This looks an awful lot like a drill press setup my gather used to have. The main body with all its knobs would attach to a base with several narrow metal bars attached to a heavy base, one of them sprocketed, in a couple of different orientations. A handle would plug in somewhere in the contraption. The drill, usually corded, would get screwed into the large metal ring projecting from the side. But It’d have to be fairly old, and the drill fairly small for a ring of that size and shape to securely hold the drill in place. 

    I’d think the jig attachment suggestions would be closer to the truth. And many drill presses have a support pole at the back that would fit nicely into that ring, and about that distance from the bit.

  6. It has the quality of things produced in the seventies or thereabouts. Not very well made. Not very good at the job it is meant for. Designed mostly to sell to hobbyists but not much pressure to make it any good. It looks to me like an attachment made by shopcraft or craftsmen to help sharpen chisels perhaps on a drill press with a special grinding bit. Useless junk tried once and shelved. The marketplace was full of this sort of junk back then and this is one of the attitude problems baby boomers identified as in need of improvement which leads to such things as artisanal coffee and iPhones. Products that actually deliver on the promise. It used to be nearly impossible to find quality goods in the American marketplace.

      1. Today it would be made by LeeValley or Veritas. It would feature brass and rosewood parts, come in a special wooden box and cost $450. But it would work.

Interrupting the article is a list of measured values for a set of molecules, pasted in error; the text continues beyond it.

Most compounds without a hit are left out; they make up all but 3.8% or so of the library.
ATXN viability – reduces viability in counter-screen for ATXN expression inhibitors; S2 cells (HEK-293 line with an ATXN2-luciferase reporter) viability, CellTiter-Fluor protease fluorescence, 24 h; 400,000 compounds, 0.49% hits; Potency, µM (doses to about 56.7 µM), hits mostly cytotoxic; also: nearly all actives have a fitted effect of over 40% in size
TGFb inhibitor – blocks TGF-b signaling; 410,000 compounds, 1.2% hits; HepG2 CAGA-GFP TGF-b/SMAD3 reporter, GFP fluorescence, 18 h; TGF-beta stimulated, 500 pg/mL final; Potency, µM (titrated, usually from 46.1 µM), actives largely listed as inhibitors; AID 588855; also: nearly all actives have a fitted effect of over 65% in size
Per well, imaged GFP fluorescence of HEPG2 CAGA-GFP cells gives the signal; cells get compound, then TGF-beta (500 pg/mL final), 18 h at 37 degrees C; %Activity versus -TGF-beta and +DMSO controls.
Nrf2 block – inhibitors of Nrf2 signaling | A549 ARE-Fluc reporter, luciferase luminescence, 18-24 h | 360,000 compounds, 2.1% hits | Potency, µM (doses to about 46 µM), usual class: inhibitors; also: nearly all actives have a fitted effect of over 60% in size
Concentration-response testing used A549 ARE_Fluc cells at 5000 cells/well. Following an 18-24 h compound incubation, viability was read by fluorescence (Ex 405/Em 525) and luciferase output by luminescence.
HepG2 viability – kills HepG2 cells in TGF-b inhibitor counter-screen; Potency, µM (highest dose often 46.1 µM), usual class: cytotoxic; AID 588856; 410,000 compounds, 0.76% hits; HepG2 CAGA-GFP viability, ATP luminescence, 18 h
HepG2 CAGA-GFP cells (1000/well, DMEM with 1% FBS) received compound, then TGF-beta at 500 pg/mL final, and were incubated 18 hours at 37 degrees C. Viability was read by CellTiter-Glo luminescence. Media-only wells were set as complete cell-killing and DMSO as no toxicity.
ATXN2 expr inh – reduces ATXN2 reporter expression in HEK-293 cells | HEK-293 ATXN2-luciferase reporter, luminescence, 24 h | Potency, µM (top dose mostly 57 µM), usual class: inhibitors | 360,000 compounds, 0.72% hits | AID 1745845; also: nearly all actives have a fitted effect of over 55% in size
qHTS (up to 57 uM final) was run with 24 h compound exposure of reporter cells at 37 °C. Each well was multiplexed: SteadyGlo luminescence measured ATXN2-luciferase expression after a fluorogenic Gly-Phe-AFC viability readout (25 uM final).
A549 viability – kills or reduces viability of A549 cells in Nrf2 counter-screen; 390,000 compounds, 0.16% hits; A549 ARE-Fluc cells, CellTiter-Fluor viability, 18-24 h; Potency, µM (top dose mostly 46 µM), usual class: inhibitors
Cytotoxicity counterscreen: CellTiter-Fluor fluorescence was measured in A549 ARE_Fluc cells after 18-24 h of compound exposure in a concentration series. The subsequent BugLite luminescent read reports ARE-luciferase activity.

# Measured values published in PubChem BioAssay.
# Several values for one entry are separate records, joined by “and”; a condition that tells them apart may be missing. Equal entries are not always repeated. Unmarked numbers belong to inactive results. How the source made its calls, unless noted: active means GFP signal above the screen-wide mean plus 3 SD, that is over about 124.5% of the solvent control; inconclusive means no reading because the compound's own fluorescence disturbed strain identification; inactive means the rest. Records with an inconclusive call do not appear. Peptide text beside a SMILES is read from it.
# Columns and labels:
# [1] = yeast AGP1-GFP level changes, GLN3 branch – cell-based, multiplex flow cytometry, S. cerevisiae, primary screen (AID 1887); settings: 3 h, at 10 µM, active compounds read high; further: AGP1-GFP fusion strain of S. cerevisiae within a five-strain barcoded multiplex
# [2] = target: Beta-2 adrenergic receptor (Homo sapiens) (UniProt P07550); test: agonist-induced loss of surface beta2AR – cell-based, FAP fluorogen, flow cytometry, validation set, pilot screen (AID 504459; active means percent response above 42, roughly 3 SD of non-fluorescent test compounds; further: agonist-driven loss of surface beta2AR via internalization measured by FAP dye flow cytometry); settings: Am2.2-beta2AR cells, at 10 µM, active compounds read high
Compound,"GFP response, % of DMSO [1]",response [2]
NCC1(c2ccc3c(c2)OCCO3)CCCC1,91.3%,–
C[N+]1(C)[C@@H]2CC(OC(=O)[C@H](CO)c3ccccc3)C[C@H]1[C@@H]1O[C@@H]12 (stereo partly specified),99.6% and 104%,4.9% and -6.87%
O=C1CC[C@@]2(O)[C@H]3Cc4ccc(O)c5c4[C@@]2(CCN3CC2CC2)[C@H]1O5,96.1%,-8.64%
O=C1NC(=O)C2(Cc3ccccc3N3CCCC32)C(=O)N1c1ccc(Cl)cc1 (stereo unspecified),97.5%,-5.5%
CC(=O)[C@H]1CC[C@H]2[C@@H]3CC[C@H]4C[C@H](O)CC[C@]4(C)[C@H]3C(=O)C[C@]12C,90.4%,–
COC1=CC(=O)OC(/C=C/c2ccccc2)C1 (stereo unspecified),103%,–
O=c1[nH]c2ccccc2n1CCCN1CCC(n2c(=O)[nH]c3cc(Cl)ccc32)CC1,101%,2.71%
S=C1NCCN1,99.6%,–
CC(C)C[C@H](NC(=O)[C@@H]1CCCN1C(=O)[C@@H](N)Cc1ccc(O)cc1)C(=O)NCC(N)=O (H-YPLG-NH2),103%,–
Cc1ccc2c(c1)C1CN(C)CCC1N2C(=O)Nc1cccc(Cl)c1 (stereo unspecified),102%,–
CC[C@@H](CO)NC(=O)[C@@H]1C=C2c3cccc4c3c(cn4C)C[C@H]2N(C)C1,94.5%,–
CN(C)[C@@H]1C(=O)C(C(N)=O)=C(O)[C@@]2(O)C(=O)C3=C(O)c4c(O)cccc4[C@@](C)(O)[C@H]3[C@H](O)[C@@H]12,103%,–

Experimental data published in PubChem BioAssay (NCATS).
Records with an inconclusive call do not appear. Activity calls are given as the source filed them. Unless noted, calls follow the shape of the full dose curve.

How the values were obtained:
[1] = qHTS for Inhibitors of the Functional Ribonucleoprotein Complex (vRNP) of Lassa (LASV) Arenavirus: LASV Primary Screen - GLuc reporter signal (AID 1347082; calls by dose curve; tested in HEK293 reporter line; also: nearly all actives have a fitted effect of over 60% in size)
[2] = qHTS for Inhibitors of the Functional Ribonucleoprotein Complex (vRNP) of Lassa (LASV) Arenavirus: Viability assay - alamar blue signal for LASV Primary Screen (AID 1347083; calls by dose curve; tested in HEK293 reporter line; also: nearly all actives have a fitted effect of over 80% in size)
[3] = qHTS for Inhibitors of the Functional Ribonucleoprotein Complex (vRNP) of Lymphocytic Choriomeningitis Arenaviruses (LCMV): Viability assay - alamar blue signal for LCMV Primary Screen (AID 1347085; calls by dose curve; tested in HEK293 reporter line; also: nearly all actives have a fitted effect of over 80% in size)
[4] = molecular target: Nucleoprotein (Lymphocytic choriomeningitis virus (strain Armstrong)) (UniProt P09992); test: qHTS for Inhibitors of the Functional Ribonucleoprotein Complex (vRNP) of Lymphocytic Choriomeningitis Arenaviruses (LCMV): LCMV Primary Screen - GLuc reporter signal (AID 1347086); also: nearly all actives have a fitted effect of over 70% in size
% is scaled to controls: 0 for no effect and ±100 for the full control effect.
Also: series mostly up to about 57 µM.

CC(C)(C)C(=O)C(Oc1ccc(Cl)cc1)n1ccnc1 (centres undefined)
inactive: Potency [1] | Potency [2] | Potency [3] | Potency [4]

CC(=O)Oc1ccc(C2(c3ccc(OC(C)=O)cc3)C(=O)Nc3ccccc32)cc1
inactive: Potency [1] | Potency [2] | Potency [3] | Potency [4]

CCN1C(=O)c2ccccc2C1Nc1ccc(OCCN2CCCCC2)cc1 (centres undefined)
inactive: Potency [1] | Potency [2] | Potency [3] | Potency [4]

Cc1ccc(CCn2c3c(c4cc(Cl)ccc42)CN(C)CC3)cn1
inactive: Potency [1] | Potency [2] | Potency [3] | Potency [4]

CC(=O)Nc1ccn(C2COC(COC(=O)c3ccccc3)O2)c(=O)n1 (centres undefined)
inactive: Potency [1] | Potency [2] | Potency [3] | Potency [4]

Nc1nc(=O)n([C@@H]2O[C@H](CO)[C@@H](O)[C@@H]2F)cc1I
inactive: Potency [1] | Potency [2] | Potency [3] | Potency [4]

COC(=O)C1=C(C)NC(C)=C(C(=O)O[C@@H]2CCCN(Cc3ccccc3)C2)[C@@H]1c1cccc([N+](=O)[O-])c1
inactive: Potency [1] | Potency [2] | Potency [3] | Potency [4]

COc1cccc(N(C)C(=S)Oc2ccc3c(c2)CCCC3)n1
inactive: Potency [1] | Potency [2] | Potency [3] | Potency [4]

1. Or it would be made in China for Harbor Freight, cost four bucks, and break on the third use. 

  7. This is definitely a plane/chisel sharpening jig. It most likely clamps onto a bench grinder. It’s also not current production, or it would show up in searches.

    Search google images for “sharpening jig ex cond” and you’ll see a picture of an identical unit sold in England recently.

  8. Sharpening jig (As mentioned).

    Would have slotted onto some form of grinder/drill-press (With grinder attachment).

    Put plane blade/chisel into jig.  Turn on grinder slide it backwards and forwards in the jig.  Exact angle is held for the blade.  Issue with this jig was it only really worked if you had a new wheel on the grinder.  As the wheel wore down, you’d start to get different angles on your blade and quality degraded.

    Good idea, but sometimes it’s just better to work out how to do it yourself with a stone.

  9. reminds me a lot of this (I inherited one once): http://www.abra-electronics.com/product_images/k/511/220__42832_zoom.jpg

  10. It’s a device for sharpening wits. Note the decoy wrist-clamp for fooling hipsters into thinking it’s an iPhone holder… nobody wants a hipster with a sharp wit!

  11. Over on kk.org there’s a guy who says it’s a mount for a lens for a projector, and he sounds like he knows what he’s talking about.

  12. It’s a sharpening jig. Here’s a more modern equivalent, you can see the obvious parallels: